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Don’t just endure – find a cure!

Headaches and migraines are a pain which is often difficult to alleviate – try whatever works, whether it is allopathy or alternative therapy

A lot of people don’t go to doctors when they have a headache – a simple aspirin takes care of the problem. But those who suffer from recurrent migraine have a much tougher time. You see them making the rounds of hospitals hoping for a cure. And it is often elusive.

First, it is important to understand the difference between routine headaches and migraines.

Migraines are recurrent, pulsating and usually one-sided (unilateral) headaches, which are accompanied by nausea and vomiting. Sometimes they begin in childhood but 80% of the time in adolescence or early adult life. Their frequency decreases with advancing age but it may worsen in some postmenopausal women. The good news is that there is nothing life-threatening about it.

“Recurrent chronic headaches affect the patient’s day-to-day functioning and may hamper the quality of life,” assures Dr Jaideep Bansal, Director, Dept of Neurology, Fortis Hospital, Shalimar Bagh. “It is when a person suffers from a severe headache for the first time that the underlying cause may be serious or even life-threatening.” It is advisable to immediately get medical help in such a case.

Dr Bansal explains that migraines are of two types:

1)
Classic migraine:
Here patients may see an aura before the onset. Aura may be in the form of visual disturbances with flashes of light or zigzag lines or other neurologic symptoms.

2)
Common migraine: No aura is seen — it is five times more common.

In both cases, they may be preceded by vague premonitory changes in mood and appetite. There is sensitivity to bright light, loud sounds or smell. Moving the head makes it worse.

Apart from stress, which we all know about, there are there are several migraine triggers, including:

  • Hormonal changes in women: Fluctuations in estrogen, such as before or during menstrual periods, pregnancy and menopause, seem to trigger headaches in many women
  • Drinks: Alcohol, especially wine, and too much of coffee
  • Sensory stimuli: Bright lights and sun glare, loud sounds. Strong smells – perfume, paint thinner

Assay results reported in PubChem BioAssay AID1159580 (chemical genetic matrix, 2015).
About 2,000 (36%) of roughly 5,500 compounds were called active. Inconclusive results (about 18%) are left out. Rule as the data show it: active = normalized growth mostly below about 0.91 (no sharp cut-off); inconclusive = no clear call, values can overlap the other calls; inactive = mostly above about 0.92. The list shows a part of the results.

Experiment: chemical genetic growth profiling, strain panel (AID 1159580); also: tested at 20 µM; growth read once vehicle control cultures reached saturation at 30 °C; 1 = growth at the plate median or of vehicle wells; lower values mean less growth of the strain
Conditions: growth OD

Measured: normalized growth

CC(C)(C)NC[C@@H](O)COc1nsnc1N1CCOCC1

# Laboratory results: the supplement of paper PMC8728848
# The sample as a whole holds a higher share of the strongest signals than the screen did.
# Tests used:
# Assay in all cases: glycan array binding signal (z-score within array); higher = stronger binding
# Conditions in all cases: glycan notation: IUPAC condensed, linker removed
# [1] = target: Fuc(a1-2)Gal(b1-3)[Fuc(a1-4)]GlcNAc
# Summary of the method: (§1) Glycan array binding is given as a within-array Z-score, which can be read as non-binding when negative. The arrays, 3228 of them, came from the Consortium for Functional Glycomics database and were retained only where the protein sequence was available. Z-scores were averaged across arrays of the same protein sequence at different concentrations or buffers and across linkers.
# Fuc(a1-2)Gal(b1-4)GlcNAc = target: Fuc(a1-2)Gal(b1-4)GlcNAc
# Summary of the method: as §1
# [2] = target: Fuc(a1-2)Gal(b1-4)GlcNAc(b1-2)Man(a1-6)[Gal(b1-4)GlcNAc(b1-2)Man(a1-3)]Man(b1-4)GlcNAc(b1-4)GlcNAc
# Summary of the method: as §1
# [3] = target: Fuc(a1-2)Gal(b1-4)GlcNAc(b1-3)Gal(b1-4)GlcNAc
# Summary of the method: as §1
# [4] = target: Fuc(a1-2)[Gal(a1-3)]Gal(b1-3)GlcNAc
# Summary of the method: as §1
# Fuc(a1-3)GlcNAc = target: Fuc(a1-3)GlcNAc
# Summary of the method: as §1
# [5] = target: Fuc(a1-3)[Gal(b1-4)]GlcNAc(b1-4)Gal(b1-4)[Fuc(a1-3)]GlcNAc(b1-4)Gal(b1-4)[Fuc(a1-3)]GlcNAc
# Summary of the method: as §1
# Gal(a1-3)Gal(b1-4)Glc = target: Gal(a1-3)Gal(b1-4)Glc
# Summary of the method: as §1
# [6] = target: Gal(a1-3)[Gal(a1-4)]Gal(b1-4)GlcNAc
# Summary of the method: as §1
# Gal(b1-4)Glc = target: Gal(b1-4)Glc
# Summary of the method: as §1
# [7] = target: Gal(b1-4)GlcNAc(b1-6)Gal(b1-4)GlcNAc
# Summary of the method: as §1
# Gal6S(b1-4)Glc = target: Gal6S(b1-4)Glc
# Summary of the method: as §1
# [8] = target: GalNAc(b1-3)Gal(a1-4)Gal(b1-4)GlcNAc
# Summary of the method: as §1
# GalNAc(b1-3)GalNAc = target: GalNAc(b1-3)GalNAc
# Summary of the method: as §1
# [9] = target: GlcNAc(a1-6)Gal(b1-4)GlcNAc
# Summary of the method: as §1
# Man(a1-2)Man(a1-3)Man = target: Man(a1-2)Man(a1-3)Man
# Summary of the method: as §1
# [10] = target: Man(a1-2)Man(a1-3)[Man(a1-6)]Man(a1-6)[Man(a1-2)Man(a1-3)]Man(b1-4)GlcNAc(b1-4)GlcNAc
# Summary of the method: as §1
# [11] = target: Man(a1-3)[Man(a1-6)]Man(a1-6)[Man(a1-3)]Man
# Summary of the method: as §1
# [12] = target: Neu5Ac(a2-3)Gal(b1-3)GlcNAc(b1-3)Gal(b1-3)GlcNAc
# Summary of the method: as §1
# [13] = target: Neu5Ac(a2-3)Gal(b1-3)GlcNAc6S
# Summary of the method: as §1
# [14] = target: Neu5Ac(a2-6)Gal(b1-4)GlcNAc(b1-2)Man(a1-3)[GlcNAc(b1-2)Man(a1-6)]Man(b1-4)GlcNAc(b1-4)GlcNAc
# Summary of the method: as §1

• Sleep changes: Lack of sleep, jet lag can trigger migraines in some people
  • Weather changes: Change of weather or barometric pressure can prompt a migraine
  • Foods: Cheeses, chocolates and coffee might trigger migraines. So might skipping meals or fasting
  • Food additives: Sweeteners and preservatives.

Hopefully, your doctor will be able to provide the right medication to cure you. If not, there are many alternative treatments you can try – after all, recurring headaches are bound to affect your functionality. The following are the measures recommended by the website Medical News Today:

Acupressure therapy may help relieve some migraine symptoms. You can yourself use the right hand to put pressure on a point on the left hand called LI-4 point (the space between the base of the left thumb and pointer finger) or the PC6 point (three fingers up from the base of the wrist on the inside of the arm). Apply firm but not painful circular pressure, using the opposite hand for five minutes, may relieve pain.

You can also go to an acupuncturist, who will identify the problem and effect a cure. On the same principle, biofeedback about muscle tension can be taken using small machines which have sensors attached. The sensor judges whether the tension is in the forehead, jawline or trapezius muscles in the shoulders.

Symptoms can also be relieved with yoga or stretch exercises, which improve blood flow and reduce muscle tension. The same results can be achieved by massages – you can try using a tennis ball to self-massage your back and shoulder.

Inhaling essential oils is another such measure — lavender oil is often used in Europe. You can try consuming ginger powder or take a daily dose of 150 mg of butter. There are also a number of herbal supplements and hair oils which have traditionally been taken to cure headaches.

Dr Reshma  is an advocate of wellness, prevention and holistic health. Instagram handle: dr.reshmakhattarbhagat